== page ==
Lucknow, May 9-10, 2013: CSE organised a state level workshop on "Mainstreaming Rainwater Harvesting' at Deen Dayal Upadhyaya Rajya Gramya Vikas Sansthan (SIRDUP), Bakshi Ka Talab, Lucknow, Uttar Pradesh on May 9-10, 2013
A state level workshop was organised by CSE as part of its various capacity building activities being undertaken as the National Key Resource Centre (KRC) supported by the Ministry of Drinking Water and Sanitation, Government of India. The two day workshop main focus was on the source sustainability for drinking water supply in rural areas of UP through rainwater harvesting. The objectives of the workshop were:
To generate awareness about the best management practices (BMPs), state of art knowledge and reforms in the area of rainwater harvesting (RWH) for sustainable rural drinking water supply in state of Uttar Pradesh.
To discuss with key stakeholders the concept, issues/barriers and experiences in mainstreaming of RWH for sustainability of rural drinking water supply.
To explore capacity building support required to implement projects aimed at mainstreaming RWH for sustainable drinking water supply in the state.
The participants included state government officials (both policy makers and technical), PRI representatives /elected representatives from water deficit districts and other stakeholders (practitioners, NGO’s – local/ national / international, academics, researchers) involved in advocacy for securing source sustainability in rural drinking water supply in state of Uttar Pradesh.
Mr. Rakesh Chandra, Special Secretary (Home), Government of Uttar Pradesh inaugurated the workshop and during his address to the participants stated - about the misconception of enough water being available in the rural UP. Mr Chandra emphasised that due to the excessive pumping of groundwater for irrigation and other uses the handpumps were drying up and access to clean water is a major problem in the rural areas. Most of the ‘talabs’ in villages are on the verge of extinction - encroached and built upon. He emphasised that the village cadre needs to be trained on rain water harvesting and on its maintenance.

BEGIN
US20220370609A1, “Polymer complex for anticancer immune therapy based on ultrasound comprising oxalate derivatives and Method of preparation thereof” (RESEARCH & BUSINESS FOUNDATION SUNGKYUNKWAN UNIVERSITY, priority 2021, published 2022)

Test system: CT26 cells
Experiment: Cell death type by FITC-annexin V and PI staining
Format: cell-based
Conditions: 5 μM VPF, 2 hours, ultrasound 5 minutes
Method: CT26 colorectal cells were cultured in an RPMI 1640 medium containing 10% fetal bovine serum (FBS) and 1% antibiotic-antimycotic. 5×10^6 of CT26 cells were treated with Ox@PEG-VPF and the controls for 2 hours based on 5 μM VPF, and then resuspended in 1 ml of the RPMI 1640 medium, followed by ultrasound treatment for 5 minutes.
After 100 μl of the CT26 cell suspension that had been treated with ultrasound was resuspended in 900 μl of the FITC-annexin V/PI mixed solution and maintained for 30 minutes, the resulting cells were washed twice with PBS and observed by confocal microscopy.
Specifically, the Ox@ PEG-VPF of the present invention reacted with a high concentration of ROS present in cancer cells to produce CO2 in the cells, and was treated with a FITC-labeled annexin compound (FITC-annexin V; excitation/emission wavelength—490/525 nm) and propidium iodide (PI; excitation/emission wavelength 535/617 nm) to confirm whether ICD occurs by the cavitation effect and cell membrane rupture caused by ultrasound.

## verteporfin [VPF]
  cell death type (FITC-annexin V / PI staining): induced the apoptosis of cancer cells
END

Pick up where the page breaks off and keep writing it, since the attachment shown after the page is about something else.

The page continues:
Dr. Suresh Kumar Rohilla, Programme Director - Water, CSE setting the tone for the meeting presented an overview of key themes. He stated that the public water supply is getting expensive and in situ augmentation of sources including rainwater harvesting are time tested good practices that will help in making rural drinking water supply – sustainable and affordable.
Shri Akhil Kumar Mittal, Managing Director, U.P Jal Nigam, addressing the participants informed the existing and upcoming programme of the utility towards ensuring accessibility and availability of safe drinking water. Ms Meena Agarwal Director, WSSO Government of U.P also provided the overview of various state level rural water supply programme initiatives towards achieving the goal of National Drinking Water Mission.